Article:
Growth Options and CEO Compensation

Growth Options and CEO Compensation

It is that time of year when CEO compensation is revealed and debated.  The Los Angeles Times just published its list of the 100 highest paid executives in California for 2015.  At the top of this list were co-CEOs Mark Hurd and Safra Catz of Oracle, each of whom received total compensation of $53.25 million.  A lot of money to be sure, but as most compensation analysts note, unreasonable given the impact their decisions can have on Oracle shareholders.  But if shareholder benefits are to be the basis for evaluating CEO compensation, how are shareholder benefits to be measured?

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It seems like an obvious benchmark to use would be the company’s stock price performance during the year in question in relation to the overall market to and to an industry index.  Unfortunately, such a comparison is highly misleading.  To see why remember that stock markets are forward looking.  Today’s stock price depends on investor expectations of a company’s future performance.  Suppose, therefore, that company X hires the LaBron James of management.  At the time of the hiring, the stock price will jump to reflect the increase in future performance associated with having LaBron as CEO.  Assuming that in the year ahead LaBron outperforms all his competing managers as expected, the stock price over the course of the year will not beat the market and industry indexes because it already jumped at the outset.

If stock performance is not an appropriate metric, does the stock market provide any other indication of the value of CEOs to investors?  In my view, the answer is yes – the distinction between assets in place and growth options.  (See my previous post on the value of growth options.)  If most of the value of a company is due to assets in place, it means that a majority of the company’s value comes from milking currently existing products and technology.  No doubt a difficult task at a huge company, but hardly as difficult as innovating and developing new products.  If most of a value of a company is due to growth options, it means that the market has faith in the ability of the company to innovate and create new products.  What greater kudo could there be for the CEO that such a market belief?  Viewed in that light, it becomes evident how valuable certain leaders can be.  The chart below compares Oracle, Amazon and Facebook.  It shows that the growth options of Amazon and Facebook alone exceed the total market capitalization of Oracle most of which comes from assets in place.  This drives home how valuable Mr. Bezos and Mr. Zuckerberg are to their respective companies.  The innovations related to their leadership are assoicated with hundreds of billions of market value.  Nonetheless, compared to the $106.5 million paid the Mr. Hurd and Ms. Catz, Mr. Bezos, annual compensation is less than $2 million while Mr. Zuckerberg’s take home a lofty $1.  Talk about a bargain.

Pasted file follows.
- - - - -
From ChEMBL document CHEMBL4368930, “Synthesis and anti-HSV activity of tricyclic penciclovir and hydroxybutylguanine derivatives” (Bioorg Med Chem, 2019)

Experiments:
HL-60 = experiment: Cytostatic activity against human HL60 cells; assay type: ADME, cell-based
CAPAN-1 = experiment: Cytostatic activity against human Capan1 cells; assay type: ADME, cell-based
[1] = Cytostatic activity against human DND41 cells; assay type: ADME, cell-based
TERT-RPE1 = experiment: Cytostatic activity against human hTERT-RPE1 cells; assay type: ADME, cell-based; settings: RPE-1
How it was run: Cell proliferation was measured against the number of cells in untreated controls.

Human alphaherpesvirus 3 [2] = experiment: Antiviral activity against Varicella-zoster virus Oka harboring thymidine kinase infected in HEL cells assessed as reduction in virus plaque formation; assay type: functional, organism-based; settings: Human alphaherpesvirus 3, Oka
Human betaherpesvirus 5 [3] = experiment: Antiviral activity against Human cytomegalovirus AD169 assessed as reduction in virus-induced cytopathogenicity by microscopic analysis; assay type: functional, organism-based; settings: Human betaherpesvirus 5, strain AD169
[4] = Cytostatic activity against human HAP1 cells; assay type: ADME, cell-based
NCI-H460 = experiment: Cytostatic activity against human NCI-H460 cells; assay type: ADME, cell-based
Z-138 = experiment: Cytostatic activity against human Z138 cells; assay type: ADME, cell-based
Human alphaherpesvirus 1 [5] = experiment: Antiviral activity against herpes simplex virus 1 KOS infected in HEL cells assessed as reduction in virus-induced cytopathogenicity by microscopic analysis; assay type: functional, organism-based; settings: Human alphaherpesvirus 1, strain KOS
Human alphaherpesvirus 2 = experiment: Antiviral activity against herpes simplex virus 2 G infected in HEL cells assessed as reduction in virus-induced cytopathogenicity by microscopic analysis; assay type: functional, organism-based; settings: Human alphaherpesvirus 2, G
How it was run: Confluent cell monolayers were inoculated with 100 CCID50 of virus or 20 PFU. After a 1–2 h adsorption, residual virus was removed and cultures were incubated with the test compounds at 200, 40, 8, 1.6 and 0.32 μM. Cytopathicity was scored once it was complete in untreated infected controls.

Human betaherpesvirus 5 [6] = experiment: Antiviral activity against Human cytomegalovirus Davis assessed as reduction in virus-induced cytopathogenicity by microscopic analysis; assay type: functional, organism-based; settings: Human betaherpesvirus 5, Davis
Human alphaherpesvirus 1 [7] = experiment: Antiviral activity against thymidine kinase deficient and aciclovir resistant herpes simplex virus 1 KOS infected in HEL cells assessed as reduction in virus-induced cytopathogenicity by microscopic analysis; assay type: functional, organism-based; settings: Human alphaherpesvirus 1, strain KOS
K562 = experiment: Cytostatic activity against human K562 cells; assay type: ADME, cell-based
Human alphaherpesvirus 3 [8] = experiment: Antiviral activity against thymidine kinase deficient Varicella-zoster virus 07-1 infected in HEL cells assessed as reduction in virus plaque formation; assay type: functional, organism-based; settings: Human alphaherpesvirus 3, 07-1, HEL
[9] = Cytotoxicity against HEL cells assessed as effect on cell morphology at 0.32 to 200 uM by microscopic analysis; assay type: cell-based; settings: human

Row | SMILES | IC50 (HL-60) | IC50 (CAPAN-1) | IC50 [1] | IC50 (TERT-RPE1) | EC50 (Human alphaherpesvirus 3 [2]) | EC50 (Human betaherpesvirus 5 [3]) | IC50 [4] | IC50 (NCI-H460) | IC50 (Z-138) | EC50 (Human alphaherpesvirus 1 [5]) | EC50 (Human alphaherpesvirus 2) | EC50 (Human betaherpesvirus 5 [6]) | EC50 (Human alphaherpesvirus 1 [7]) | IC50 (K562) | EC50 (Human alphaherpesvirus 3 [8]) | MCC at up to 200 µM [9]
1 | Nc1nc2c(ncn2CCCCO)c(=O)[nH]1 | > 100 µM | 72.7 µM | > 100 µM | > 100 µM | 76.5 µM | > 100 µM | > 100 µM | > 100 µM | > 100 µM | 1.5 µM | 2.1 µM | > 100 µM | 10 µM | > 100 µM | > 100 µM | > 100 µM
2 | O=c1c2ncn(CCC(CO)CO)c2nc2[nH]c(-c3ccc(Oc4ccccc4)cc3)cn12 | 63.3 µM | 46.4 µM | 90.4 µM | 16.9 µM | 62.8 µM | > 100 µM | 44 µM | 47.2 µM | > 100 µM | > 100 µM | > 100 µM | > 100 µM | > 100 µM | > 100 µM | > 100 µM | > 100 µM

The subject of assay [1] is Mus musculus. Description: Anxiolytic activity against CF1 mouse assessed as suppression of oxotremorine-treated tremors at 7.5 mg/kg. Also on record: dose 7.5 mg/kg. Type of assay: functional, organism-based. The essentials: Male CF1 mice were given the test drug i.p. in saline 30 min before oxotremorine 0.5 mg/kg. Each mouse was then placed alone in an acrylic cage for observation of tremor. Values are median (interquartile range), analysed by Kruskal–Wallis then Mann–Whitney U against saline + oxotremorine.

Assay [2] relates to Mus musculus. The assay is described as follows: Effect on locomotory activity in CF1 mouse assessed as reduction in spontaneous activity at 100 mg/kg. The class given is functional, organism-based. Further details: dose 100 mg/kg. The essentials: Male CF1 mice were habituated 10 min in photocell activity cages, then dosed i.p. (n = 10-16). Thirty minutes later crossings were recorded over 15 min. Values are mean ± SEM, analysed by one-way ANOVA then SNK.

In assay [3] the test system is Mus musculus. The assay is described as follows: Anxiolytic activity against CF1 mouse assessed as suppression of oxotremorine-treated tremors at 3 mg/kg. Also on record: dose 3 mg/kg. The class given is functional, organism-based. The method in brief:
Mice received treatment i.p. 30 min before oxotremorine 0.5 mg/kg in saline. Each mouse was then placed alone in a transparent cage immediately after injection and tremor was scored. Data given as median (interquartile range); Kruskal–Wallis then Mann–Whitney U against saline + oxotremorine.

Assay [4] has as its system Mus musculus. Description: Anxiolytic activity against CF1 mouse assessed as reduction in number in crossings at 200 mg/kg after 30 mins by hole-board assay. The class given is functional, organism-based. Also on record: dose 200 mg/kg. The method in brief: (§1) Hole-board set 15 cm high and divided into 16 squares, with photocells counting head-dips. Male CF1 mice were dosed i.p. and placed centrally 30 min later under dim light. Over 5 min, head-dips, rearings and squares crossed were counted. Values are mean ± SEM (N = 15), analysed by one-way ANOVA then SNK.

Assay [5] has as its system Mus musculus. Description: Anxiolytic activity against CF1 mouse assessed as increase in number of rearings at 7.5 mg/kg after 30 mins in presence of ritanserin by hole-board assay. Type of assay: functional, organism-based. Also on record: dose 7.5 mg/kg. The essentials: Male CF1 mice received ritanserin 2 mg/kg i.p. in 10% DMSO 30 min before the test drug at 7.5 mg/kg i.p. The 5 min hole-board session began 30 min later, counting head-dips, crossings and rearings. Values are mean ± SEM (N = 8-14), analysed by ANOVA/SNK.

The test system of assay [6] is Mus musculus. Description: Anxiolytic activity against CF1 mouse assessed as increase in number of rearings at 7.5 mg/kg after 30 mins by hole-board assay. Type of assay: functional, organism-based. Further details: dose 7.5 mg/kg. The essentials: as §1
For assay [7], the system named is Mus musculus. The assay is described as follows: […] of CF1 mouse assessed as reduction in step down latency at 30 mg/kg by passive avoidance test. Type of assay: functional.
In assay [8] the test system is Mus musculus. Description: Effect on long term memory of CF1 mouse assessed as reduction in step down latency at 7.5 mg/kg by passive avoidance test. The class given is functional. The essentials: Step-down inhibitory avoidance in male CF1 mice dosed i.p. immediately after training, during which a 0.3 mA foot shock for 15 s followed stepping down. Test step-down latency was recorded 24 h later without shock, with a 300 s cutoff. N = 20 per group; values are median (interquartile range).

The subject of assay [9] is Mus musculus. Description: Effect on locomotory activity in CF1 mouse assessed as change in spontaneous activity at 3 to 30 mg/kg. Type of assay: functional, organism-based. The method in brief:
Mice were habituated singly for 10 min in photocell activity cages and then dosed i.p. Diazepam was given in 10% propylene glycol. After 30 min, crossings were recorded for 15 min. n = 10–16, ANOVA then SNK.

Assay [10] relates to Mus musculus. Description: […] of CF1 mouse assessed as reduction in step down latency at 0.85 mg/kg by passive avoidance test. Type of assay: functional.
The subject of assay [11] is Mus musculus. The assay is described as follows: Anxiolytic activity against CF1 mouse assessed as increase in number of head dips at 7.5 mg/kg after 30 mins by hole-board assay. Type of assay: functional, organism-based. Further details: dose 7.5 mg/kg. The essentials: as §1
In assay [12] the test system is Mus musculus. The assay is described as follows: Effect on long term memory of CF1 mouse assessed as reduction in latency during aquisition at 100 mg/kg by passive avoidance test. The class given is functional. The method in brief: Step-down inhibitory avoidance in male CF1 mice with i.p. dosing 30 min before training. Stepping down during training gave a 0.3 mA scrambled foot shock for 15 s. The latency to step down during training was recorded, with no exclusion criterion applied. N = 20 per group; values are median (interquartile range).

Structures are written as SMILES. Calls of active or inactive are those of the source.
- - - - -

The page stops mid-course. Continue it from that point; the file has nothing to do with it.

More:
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Bradford Cornell is an emeritus Professor of Financial Economics at the Anderson School of Management at UCLA. Prof. Cornell has taught courses on Applied Corporate Finance, Investment Banking, and Corporate Valuation. He is currently developing a new course on Climate Change, Energy and Finance. Professor Cornell has published more than 125 articles and four books on a wide variety of topics in applied finance. Professor Cornell is also a managing director at BRG where he heads the practice on Climate Change, Energy and Finance. In addition, he is a senior advisor to the Cornell Capital Group and to Rayliant Global Advisors. In both capacities, he provides advice on fundamental investment valuation.
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